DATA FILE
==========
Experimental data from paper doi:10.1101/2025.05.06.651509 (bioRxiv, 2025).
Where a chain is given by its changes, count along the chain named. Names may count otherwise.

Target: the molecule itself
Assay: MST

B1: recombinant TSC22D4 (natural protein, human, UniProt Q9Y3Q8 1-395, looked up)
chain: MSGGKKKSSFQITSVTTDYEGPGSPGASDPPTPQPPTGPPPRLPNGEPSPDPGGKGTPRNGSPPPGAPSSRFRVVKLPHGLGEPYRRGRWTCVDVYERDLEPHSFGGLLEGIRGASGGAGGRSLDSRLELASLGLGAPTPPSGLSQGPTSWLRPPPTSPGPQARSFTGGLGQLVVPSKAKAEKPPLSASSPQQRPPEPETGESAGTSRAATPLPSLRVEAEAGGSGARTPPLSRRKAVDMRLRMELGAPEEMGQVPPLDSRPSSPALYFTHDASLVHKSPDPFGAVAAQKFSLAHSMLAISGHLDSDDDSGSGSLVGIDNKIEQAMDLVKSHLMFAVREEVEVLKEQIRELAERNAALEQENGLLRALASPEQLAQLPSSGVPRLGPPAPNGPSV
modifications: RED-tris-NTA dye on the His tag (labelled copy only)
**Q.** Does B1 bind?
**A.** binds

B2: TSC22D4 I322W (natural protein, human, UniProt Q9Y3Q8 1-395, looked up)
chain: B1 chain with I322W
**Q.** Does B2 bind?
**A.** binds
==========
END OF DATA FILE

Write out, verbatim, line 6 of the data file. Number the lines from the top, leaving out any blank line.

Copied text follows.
chain: MSGGKKKSSFQITSVTTDYEGPGSPGASDPPTPQPPTGPPPRLPNGEPSPDPGGKGTPRNGSPPPGAPSSRFRVVKLPHGLGEPYRRGRWTCVDVYERDLEPHSFGGLLEGIRGASGGAGGRSLDSRLELASLGLGAPTPPSGLSQGPTSWLRPPPTSPGPQARSFTGGLGQLVVPSKAKAEKPPLSASSPQQRPPEPETGESAGTSRAATPLPSLRVEAEAGGSGARTPPLSRRKAVDMRLRMELGAPEEMGQVPPLDSRPSSPALYFTHDASLVHKSPDPFGAVAAQKFSLAHSMLAISGHLDSDDDSGSGSLVGIDNKIEQAMDLVKSHLMFAVREEVEVLKEQIRELAERNAALEQENGLLRALASPEQLAQLPSSGVPRLGPPAPNGPSV